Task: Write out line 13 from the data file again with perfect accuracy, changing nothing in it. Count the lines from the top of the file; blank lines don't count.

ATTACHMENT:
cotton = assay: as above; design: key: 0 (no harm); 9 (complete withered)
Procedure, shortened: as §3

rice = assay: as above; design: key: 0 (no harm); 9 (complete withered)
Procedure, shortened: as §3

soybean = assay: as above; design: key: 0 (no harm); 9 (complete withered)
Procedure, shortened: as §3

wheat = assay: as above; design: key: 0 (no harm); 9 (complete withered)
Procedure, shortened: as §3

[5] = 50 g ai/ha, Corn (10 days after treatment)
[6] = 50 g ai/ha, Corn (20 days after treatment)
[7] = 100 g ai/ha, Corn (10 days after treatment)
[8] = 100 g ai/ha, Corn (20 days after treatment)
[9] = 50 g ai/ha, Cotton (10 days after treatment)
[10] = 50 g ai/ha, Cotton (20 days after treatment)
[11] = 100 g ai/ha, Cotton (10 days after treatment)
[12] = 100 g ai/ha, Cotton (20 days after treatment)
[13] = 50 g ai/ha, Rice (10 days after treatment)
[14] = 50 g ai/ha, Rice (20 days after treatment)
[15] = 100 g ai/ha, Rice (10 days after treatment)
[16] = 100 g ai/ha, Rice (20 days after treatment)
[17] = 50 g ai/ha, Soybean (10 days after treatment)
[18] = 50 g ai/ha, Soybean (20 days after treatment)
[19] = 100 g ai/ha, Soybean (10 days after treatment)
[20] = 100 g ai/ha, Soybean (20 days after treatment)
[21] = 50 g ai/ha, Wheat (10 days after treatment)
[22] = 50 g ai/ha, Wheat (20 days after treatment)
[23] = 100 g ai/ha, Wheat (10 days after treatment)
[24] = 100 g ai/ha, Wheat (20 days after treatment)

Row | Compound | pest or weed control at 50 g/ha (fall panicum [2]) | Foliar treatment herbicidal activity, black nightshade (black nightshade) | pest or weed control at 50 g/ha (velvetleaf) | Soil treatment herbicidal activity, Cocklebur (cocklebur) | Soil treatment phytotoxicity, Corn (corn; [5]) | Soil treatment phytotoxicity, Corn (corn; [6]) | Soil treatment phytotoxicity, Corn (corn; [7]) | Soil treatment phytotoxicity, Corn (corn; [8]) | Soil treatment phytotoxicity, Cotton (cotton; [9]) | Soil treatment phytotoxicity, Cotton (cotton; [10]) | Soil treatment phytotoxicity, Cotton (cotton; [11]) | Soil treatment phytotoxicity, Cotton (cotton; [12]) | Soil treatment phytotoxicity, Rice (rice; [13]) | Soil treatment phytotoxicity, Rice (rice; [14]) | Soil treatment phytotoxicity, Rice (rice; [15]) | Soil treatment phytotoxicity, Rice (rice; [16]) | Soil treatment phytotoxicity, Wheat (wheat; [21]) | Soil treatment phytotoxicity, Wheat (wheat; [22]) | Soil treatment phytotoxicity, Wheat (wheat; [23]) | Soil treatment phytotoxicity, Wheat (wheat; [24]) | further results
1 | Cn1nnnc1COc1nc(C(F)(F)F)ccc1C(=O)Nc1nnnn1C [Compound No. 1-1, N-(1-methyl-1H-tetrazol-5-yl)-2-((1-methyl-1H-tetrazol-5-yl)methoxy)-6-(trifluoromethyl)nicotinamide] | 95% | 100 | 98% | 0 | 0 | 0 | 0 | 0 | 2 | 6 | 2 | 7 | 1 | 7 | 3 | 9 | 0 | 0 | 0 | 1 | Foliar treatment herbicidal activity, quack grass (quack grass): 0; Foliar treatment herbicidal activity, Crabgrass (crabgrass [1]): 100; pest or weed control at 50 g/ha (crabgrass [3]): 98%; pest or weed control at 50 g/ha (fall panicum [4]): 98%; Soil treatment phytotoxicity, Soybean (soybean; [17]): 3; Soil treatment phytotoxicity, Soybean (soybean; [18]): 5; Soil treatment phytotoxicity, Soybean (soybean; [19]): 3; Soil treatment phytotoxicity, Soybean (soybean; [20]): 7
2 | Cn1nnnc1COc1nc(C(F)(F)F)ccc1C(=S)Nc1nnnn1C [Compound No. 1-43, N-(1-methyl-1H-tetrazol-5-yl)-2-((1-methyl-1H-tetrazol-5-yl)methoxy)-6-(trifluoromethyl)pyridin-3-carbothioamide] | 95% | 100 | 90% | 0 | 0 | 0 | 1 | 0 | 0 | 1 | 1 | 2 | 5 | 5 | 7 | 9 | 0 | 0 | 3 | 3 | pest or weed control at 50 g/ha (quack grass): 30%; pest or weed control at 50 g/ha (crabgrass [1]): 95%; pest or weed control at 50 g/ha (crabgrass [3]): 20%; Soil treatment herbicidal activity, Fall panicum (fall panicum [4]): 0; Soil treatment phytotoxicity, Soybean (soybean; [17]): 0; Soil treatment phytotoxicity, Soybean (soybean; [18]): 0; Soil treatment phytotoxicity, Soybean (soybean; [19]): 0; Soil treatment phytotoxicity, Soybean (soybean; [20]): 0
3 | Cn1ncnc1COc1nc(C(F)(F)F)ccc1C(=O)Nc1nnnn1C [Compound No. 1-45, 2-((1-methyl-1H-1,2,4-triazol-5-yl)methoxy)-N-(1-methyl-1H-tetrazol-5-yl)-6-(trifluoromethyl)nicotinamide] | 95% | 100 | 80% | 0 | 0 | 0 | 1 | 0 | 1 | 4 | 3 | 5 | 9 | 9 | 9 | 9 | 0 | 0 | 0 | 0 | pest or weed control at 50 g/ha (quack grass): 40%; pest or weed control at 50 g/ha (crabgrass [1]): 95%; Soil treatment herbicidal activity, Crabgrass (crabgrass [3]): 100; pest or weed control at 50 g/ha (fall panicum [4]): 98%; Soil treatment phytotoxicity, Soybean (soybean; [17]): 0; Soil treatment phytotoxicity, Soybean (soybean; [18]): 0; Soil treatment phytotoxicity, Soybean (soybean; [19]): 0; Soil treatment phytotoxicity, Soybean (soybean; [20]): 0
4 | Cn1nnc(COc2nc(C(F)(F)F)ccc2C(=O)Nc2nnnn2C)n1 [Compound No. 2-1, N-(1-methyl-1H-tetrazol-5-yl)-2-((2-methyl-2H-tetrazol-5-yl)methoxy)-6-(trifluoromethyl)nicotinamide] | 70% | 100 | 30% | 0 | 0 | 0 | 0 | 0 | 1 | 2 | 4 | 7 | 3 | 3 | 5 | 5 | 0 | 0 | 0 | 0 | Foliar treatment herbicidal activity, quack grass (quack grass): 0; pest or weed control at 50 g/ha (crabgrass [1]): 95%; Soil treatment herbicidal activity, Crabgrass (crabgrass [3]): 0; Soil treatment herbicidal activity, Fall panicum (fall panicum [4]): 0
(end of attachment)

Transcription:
[9] = 50 g ai/ha, Cotton (10 days after treatment)